HAVE you seen rubbish or cigarette butts thrown out of a car window?
Or worse still, have you had the misfortune of rubbish tossed out of a high-rise building landing on you?
I was at an assignment at a PPR flat in Kota Damansara, Petaling Jaya, when a “projectile” landed just a few metres in front of me.
Fortunately, it turned out to be discarded fruit and did not cause any injury or damage. But it did startle those nearby with the “splat” sound it made as it hit the ground.
Personally, I feel that it is partly due to lack of courtesy and civic consciousness.
A simple “thank you” for holding the lift door open, “sorry” for accidentally bumping into someone or “excuse me” to walk past someone seems to be missing these days.
Courtesy is defined as “the showing of politeness in one’s attitude and behaviour towards others”, while civic consciousness refers to “a form of social consciousness co-existing with the concept of citizen”.
Having such good habits allow us to show consideration and respect to the people around us.
I believe that parents should set a good example, as children are likely to emulate what they observe and their behaviour is shaped by how their parents conduct themselves, whether consciously or subconsciously.
If a parent decides to throw a piece of tissue paper out of the car window or balcony, there is a chance the child who is with them will consider it acceptable behaviour and repeat the same act in future.
To prevent developing another generation of litterbugs, it may be best to set a good example by not throwing rubbish indiscriminately and only discarding them at the correct places – whether rubbish bins or recycling bins.
Speaking of rubbish and bins, the same assignment I covered included the launch of a 3R (reduce, reuse and recycle) cage.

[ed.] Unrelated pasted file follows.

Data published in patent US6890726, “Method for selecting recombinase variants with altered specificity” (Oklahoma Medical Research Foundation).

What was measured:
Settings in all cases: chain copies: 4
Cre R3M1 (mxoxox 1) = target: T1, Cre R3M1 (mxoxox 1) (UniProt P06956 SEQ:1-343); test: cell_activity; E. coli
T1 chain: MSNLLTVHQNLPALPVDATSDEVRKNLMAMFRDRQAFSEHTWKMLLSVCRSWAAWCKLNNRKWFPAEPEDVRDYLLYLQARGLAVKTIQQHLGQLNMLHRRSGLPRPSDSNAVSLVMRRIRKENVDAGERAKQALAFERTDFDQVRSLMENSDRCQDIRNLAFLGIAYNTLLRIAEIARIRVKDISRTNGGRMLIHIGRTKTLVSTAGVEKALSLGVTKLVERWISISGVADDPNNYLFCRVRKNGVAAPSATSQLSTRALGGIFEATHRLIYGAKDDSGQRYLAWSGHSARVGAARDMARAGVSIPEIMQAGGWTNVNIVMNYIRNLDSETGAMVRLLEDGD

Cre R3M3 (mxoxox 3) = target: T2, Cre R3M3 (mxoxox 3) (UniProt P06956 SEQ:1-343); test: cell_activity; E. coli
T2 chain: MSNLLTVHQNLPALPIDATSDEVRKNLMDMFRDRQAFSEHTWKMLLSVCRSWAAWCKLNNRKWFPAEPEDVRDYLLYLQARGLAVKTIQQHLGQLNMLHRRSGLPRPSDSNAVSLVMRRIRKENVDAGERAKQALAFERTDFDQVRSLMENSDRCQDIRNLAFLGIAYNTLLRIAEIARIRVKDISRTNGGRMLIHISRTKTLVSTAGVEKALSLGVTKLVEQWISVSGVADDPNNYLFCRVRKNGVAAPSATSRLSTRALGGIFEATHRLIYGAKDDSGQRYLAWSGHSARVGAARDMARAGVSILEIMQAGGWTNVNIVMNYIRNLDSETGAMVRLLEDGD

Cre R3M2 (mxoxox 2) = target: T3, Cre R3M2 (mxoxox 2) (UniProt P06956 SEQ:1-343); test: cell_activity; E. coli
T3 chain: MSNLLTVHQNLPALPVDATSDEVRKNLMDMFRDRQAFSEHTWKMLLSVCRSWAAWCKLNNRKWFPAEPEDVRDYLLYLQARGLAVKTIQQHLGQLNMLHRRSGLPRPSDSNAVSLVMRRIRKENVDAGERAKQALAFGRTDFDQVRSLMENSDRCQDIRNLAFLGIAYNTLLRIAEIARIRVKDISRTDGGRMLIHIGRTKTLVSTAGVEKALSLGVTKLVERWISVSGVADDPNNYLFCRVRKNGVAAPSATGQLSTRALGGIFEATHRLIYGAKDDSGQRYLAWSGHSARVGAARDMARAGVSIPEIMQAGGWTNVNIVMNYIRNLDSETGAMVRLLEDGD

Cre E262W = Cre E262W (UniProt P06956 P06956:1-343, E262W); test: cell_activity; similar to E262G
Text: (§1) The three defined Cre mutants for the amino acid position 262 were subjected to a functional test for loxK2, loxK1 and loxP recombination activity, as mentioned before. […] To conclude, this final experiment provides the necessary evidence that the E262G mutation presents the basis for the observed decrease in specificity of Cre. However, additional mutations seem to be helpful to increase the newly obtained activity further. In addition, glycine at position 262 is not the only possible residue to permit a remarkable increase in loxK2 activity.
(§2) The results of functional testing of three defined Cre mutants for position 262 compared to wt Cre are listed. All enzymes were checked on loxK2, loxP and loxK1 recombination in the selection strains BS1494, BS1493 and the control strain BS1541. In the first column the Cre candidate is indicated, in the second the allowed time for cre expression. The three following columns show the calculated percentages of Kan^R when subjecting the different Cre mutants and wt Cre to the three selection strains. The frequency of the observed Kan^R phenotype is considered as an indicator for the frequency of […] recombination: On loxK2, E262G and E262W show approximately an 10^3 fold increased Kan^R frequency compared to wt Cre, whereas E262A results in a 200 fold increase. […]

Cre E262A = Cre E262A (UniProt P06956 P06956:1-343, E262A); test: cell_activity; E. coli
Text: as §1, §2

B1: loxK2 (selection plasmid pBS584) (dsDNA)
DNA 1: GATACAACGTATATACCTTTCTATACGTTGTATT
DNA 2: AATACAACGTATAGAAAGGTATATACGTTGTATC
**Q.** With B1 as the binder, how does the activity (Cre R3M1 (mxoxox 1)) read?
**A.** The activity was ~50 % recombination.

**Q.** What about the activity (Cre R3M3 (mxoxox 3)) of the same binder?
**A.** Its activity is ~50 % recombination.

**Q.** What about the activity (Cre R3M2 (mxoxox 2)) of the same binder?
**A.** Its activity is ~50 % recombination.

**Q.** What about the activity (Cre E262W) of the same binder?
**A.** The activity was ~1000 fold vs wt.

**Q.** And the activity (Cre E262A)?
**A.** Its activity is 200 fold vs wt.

The 3R recycling cage was to encourage separation of domestic waste and promote recycling initiatives.
It was also aimed at helping the nation achieve a recycling rate of 30% by 2020.
Call me a sceptic, but if waste separation and recycling is not done at home or not an everyday habit, then having a 3R recycling cage would not make a difference.
My colleagues have reported about recycling cages placed by waste collection company Alam Flora at high-rise residential buildings in Kuala Lumpur that had turned into eyesores and used as dumping grounds for all sorts of rubbish, including old mattresses and organic waste.
However, what I found heartening was Solid Waste Management and Public Cleansing Corporation’s (SWCorp) efforts to educate children on how to separate waste and practise recycling.
SWCorp’s booth at the assignment I was at featured a miniature version of the 3R recycling cage and the staff demonstrated to the young ones how to identify the types of recyclable materials (paper, metal and plastic) and correctly dispose of them.
Since we are still fresh into the new year, can we all make it a resolution to be more caring and understanding of our community and environment?
We can start small, such as by holding the door open for a colleague or giving up our seat on a train to someone in need.
Hopefully this translates into something that becomes an ingrained habit and sets a good example for a cleaner and more conducive living environment.